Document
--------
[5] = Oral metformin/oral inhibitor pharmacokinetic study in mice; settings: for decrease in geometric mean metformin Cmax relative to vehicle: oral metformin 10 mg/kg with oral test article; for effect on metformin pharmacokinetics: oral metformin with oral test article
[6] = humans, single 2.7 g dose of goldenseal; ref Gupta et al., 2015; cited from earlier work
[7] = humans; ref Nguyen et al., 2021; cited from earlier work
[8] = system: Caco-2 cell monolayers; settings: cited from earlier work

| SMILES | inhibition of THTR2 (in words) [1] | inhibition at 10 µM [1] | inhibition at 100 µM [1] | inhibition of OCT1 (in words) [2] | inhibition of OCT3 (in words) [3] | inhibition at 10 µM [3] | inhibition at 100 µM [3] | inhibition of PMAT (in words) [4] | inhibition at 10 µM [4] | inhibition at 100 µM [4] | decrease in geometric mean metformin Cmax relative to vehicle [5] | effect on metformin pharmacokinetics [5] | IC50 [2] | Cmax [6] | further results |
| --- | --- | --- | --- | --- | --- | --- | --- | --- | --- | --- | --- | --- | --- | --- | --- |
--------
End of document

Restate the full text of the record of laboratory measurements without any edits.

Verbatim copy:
[5] = Oral metformin/oral inhibitor pharmacokinetic study in mice; settings: for decrease in geometric mean metformin Cmax relative to vehicle: oral metformin 10 mg/kg with oral test article; for effect on metformin pharmacokinetics: oral metformin with oral test article
[6] = humans, single 2.7 g dose of goldenseal; ref Gupta et al., 2015; cited from earlier work
[7] = humans; ref Nguyen et al., 2021; cited from earlier work
[8] = system: Caco-2 cell monolayers; settings: cited from earlier work

| SMILES | inhibition of THTR2 (in words) [1] | inhibition at 10 µM [1] | inhibition at 100 µM [1] | inhibition of OCT1 (in words) [2] | inhibition of OCT3 (in words) [3] | inhibition at 10 µM [3] | inhibition at 100 µM [3] | inhibition of PMAT (in words) [4] | inhibition at 10 µM [4] | inhibition at 100 µM [4] | decrease in geometric mean metformin Cmax relative to vehicle [5] | effect on metformin pharmacokinetics [5] | IC50 [2] | Cmax [6] | further results |
| --- | --- | --- | --- | --- | --- | --- | --- | --- | --- | --- | --- | --- | --- | --- | --- |